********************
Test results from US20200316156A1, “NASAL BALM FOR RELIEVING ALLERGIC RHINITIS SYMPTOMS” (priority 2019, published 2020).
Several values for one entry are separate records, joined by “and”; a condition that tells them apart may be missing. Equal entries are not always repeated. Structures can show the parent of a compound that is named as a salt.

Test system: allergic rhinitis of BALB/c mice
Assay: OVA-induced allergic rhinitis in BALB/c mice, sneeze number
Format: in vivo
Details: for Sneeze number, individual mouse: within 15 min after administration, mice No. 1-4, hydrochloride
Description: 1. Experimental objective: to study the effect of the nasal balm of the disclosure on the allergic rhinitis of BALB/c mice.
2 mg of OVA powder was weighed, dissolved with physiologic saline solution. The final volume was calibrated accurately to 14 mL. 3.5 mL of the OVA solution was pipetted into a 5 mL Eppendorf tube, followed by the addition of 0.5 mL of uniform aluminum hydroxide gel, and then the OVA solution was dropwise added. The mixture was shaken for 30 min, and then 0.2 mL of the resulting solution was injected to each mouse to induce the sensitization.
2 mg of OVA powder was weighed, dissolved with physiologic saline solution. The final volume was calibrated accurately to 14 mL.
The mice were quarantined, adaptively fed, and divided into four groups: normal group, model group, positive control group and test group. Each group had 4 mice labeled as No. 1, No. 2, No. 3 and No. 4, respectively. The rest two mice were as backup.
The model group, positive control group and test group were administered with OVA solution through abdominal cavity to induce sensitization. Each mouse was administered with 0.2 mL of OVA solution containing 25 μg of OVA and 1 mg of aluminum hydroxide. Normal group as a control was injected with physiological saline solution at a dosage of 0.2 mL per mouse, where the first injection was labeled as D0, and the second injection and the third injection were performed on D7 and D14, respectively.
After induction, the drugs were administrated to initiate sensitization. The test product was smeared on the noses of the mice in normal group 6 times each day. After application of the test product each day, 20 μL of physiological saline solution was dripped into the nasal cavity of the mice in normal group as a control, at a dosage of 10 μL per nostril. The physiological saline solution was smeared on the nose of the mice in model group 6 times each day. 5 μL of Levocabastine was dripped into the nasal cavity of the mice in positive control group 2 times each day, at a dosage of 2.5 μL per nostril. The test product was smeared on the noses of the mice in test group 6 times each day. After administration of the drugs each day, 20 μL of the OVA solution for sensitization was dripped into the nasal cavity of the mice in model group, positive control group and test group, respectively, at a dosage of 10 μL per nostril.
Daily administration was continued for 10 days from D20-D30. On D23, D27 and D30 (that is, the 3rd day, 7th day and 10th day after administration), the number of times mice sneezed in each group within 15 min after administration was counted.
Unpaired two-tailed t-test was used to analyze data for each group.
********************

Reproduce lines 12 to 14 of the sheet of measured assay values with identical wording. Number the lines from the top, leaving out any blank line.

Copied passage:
After induction, the drugs were administrated to initiate sensitization. The test product was smeared on the noses of the mice in normal group 6 times each day. After application of the test product each day, 20 μL of physiological saline solution was dripped into the nasal cavity of the mice in normal group as a control, at a dosage of 10 μL per nostril. The physiological saline solution was smeared on the nose of the mice in model group 6 times each day. 5 μL of Levocabastine was dripped into the nasal cavity of the mice in positive control group 2 times each day, at a dosage of 2.5 μL per nostril. The test product was smeared on the noses of the mice in test group 6 times each day. After administration of the drugs each day, 20 μL of the OVA solution for sensitization was dripped into the nasal cavity of the mice in model group, positive control group and test group, respectively, at a dosage of 10 μL per nostril.
Daily administration was continued for 10 days from D20-D30. On D23, D27 and D30 (that is, the 3rd day, 7th day and 10th day after administration), the number of times mice sneezed in each group within 15 min after administration was counted.
Unpaired two-tailed t-test was used to analyze data for each group.